4) Fatigue. There are two ways fatigue can lead to chin and other cramps: first by depleting our reserves of essential nutrients needed to regulate the activity the nervous system and communication with muscles and, secondly, by over-working muscles through repetitive movements. Sleep deprivation further contributes to such effects and, together with extreme physical tiredness, increases the likelihood of chin cramps.
5) Stress and anxiety. These mark another form of fatigue: mental fatigue. Believe it or not, mental fatigue can be easily brought on by on-going periods of stress and anxiety regarding various aspects of one’s life. Both stress and anxiety not only increase our requirements of essential vitamins and minerals needed for the proper functioning of the nervous system, but also cause nutrient deficiencies that manifest in the most surprising ways, from cramps underneath the chin to difficulty breathing or brain fog.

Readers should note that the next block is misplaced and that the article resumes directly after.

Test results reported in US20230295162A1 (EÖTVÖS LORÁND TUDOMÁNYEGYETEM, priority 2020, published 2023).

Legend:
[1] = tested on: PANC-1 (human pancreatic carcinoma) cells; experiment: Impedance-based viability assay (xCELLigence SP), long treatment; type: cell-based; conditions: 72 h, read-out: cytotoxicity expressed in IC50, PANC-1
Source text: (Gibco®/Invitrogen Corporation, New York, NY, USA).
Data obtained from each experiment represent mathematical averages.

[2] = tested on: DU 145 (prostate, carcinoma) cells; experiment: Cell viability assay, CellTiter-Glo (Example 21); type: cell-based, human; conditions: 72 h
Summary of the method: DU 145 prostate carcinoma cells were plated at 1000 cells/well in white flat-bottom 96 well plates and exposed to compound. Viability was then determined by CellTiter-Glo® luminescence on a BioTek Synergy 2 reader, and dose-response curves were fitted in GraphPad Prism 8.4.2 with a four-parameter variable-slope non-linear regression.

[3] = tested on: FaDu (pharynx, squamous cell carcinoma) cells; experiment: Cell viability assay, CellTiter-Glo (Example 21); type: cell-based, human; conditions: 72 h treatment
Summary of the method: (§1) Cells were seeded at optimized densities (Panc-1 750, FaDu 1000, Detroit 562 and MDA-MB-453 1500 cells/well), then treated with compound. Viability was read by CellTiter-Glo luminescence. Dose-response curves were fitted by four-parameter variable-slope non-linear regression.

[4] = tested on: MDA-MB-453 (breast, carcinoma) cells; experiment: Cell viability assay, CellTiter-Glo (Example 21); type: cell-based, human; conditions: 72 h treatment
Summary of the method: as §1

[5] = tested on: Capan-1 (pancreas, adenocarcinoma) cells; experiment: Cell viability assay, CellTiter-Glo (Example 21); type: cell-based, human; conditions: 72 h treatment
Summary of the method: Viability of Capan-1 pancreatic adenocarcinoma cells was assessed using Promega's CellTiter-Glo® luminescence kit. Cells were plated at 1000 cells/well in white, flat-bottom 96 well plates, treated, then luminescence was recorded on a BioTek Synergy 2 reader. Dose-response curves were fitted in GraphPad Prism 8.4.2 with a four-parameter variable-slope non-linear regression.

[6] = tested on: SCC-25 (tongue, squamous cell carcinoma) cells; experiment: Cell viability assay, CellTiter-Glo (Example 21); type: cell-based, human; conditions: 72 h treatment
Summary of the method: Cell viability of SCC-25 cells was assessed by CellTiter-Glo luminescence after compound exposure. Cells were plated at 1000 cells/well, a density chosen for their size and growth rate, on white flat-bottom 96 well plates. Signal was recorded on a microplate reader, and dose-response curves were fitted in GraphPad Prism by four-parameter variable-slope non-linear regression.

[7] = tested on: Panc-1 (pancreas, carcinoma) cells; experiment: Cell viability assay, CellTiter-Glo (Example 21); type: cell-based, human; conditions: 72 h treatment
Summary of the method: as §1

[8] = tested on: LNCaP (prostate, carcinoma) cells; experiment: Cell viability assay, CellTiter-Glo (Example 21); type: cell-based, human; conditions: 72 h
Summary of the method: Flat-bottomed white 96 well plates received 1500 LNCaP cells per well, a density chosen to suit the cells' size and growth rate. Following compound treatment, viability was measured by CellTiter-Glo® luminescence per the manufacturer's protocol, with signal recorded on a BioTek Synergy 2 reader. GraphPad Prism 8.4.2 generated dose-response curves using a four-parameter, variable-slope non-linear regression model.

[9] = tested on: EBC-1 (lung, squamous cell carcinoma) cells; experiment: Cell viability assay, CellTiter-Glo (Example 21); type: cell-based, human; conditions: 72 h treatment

6) Dehydration. Very often, all sorts of muscle cramps and spasms are caused by dehydration. If you feel thirsty, have a dry mouth or dry, chapped lips, thick saliva or crave watery foods, drink coffee everyday or alcohol, then you need to up your intake of water to prevent dehydration and chin cramps and other painful muscle contractions. Still water is a good choice, but naturally sparkling water which contains electrolytes and minerals (magnesium, potassium, sodium and calcium) is even better for dehydration.
7) Other causes. Although rare, cold and low temperatures felt on the neck, air draft directed at the neck and chin can potentially lead to chin cramps or accentuate muscle cramps and muscle aches in general.
What to do when you have a cramp under the chin?
1) Massage the area underneath the chin. Do so quickly and firmly to help ease the muscle contraction and interrupt the painful cramp. Insist on massaging the cramp away, even though it may be really painful. It will help relieve the pain in a matter of seconds.